private string _description = "";  
    public string Description  
        {  
            get { return _description; }  
            set  
            {  
                if (_description != value)  
                {  
                    _description = value;  
                    OnPropertyChanged("Description");  
                }  
            }  
        }  

    private string _properties = "";  
    public string Properties  
    {  
        get { return _properties; }  
        set  
        {  
            if (_properties != value)  
            {  
                _properties = value;  
                OnPropertyChanged("Properties");  
            }  
        }  
    }  

    public event PropertyChangedEventHandler PropertyChanged;  
    protected void OnPropertyChanged(string propertyName)  
        {  
            if (PropertyChanged != null)  
                PropertyChanged(this, new PropertyChangedEventArgs(propertyName));  
        }  
}  

To help with data binding in XAML, add an instance of your view model to your application resources. For instance, add the following XAML in your App.xaml file.


<Application.Resources>  
    <local:MainViewModel x:Key="mainViewModel" />  
</Application.Resources>  

Now we’re ready to bind C1Scheduler to the Appointments collection on our View Model. The property we set our source collection to is c1Schedule.DataStorage.AppointmentStorage.DataSource. To set this in XAML we’ll use a NestedPropertySetter helper.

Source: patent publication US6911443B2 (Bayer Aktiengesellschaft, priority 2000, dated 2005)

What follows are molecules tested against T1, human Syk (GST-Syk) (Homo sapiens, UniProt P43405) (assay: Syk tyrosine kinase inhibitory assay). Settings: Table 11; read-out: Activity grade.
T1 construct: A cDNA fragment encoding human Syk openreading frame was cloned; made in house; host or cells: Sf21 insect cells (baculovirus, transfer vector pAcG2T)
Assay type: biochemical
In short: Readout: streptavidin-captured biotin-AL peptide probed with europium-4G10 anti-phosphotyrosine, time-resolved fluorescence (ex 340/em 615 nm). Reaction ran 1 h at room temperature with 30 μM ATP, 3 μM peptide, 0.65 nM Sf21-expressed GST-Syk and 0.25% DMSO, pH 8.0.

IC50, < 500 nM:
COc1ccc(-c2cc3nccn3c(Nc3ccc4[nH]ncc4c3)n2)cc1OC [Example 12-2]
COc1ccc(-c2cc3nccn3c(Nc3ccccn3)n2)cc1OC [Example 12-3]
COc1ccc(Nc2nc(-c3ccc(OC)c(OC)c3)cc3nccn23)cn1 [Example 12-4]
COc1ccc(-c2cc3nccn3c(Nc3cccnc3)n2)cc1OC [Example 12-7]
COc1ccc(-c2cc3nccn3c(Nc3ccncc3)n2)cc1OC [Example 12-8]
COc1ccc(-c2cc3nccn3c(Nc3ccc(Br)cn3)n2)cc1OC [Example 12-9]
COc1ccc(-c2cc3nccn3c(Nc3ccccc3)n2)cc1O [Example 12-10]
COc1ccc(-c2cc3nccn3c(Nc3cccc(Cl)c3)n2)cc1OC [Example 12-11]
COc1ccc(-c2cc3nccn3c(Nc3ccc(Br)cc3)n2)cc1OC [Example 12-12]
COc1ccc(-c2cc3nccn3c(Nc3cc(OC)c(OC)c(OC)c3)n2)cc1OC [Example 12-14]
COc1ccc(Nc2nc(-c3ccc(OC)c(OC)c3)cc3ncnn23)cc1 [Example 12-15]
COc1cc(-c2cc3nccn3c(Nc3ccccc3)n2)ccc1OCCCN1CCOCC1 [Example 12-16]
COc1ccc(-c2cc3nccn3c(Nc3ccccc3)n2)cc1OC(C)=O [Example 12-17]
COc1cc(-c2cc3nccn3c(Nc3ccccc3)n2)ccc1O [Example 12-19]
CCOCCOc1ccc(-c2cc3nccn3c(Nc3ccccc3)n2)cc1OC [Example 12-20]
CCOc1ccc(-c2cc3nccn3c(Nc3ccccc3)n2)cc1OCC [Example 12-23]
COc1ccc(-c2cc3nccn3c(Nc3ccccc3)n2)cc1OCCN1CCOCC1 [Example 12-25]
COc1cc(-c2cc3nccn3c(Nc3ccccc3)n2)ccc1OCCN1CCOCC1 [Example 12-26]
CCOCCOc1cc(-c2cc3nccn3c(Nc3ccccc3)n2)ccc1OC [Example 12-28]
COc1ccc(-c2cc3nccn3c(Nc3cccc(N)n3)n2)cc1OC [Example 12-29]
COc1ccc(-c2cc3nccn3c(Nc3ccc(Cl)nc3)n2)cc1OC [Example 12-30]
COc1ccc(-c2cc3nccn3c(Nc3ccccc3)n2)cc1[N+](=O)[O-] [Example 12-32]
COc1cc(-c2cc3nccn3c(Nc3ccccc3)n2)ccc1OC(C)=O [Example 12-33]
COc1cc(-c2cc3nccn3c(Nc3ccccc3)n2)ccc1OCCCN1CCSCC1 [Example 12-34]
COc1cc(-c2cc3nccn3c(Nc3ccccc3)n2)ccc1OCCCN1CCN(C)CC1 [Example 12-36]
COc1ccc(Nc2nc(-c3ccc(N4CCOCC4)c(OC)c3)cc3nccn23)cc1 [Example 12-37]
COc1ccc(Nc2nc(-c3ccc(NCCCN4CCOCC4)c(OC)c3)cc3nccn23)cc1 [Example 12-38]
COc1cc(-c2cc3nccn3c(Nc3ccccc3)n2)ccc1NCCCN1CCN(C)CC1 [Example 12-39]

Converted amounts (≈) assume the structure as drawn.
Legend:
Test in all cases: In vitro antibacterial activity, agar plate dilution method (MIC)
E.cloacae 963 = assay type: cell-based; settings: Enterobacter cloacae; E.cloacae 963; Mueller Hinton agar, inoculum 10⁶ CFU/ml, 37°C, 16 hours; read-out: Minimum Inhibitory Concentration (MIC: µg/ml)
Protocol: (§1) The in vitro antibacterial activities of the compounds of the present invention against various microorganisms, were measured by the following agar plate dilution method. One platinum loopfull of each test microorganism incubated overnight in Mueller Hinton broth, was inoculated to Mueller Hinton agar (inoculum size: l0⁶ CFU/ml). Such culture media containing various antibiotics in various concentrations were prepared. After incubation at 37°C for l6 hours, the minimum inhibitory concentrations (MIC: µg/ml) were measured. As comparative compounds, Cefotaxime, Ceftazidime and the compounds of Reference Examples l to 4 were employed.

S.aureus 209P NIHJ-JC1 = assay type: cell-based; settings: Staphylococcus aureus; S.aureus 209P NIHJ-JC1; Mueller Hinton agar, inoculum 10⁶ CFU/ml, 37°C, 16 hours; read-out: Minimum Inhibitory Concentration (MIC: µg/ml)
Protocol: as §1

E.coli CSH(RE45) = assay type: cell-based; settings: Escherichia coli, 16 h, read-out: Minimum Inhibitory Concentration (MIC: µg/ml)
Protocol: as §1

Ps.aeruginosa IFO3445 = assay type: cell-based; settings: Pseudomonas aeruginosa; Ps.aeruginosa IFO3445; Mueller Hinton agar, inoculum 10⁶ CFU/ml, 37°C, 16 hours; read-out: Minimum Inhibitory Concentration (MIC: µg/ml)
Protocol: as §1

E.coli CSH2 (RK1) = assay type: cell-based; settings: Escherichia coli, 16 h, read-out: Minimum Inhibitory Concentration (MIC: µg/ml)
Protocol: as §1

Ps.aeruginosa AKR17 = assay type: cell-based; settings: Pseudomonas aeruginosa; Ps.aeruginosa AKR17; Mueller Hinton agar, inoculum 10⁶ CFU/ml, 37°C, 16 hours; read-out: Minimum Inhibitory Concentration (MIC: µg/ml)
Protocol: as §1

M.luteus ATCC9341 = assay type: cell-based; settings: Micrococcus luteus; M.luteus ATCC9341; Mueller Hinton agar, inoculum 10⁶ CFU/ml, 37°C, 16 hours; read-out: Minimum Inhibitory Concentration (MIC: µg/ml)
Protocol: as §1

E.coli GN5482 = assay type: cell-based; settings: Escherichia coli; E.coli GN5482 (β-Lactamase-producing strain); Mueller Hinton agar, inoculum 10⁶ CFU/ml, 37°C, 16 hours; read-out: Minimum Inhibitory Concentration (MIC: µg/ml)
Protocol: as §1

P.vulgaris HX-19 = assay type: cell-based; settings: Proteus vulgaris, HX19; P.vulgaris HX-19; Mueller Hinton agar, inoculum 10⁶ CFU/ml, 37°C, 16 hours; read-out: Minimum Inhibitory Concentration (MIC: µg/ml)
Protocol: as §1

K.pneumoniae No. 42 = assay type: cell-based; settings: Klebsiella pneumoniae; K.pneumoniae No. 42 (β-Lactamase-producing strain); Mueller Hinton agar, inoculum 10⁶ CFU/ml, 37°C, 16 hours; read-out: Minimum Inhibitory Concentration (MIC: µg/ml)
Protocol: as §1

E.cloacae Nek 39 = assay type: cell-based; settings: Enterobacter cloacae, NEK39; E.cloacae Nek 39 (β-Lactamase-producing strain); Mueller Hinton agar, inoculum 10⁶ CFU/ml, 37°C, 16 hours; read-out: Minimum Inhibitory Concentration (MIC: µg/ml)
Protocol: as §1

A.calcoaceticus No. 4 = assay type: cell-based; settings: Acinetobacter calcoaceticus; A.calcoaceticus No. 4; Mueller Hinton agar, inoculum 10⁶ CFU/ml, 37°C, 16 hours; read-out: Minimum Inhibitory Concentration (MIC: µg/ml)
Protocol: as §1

<c1:C1Scheduler x:Name="scheduler">  
    <c1:NestedPropertySetter  
        PropertyName="DataStorage.AppointmentStorage.DataSource"  
        Value="{Binding Appointments, Source={StaticResource mainViewModel}}" />  

</c1:C1Scheduler>  

Now the Appointments collection is bound to C1Scheduler, but we need to also map each of our objects properties to the C1Schedule model. We can accomplish this by setting more nested properties. Below is the complete scheduler markup.


<c1:C1Scheduler x:Name="scheduler">  
    <c1:NestedPropertySetter  
        PropertyName="DataStorage.AppointmentStorage.DataSource"  
        Value="{Binding Appointments, Source={StaticResource mainViewModel}}" />  
    <c1:NestedPropertySetter  
        PropertyName="DataStorage.AppointmentStorage.Mappings.AppointmentProperties.MappingName"  
        Value="Properties"/>  
    <c1:NestedPropertySetter  
        PropertyName="DataStorage.AppointmentStorage.Mappings.Body.MappingName"  
        Value="Description"/>  
    <c1:NestedPropertySetter  
        PropertyName="DataStorage.AppointmentStorage.Mappings.End.MappingName"  
        Value="End"/>  
    <c1:NestedPropertySetter